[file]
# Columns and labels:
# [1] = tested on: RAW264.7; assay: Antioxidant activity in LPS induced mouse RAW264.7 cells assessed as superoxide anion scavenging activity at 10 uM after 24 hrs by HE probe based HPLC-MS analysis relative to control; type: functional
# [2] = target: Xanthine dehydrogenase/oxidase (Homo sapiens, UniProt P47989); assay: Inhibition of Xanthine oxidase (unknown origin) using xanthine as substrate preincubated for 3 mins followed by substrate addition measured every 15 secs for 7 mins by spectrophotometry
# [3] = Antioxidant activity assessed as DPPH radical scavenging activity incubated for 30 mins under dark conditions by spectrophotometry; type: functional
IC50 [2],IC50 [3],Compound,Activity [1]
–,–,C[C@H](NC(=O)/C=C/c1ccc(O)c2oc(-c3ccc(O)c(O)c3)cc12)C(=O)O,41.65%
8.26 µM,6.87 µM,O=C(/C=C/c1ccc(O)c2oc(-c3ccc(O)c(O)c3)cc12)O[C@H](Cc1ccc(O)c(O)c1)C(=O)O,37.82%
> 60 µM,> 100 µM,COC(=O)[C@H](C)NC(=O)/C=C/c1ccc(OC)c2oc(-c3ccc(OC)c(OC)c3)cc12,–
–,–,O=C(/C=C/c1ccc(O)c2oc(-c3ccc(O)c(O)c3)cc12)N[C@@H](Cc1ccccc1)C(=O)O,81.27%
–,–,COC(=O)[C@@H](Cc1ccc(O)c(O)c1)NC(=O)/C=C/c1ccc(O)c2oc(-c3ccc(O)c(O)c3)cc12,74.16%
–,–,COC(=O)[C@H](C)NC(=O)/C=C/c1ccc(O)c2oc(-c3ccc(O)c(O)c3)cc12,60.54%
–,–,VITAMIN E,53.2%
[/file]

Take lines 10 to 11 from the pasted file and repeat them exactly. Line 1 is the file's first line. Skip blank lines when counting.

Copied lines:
–,–,COC(=O)[C@@H](Cc1ccc(O)c(O)c1)NC(=O)/C=C/c1ccc(O)c2oc(-c3ccc(O)c(O)c3)cc12,74.16%
–,–,COC(=O)[C@H](C)NC(=O)/C=C/c1ccc(O)c2oc(-c3ccc(O)c(O)c3)cc12,60.54%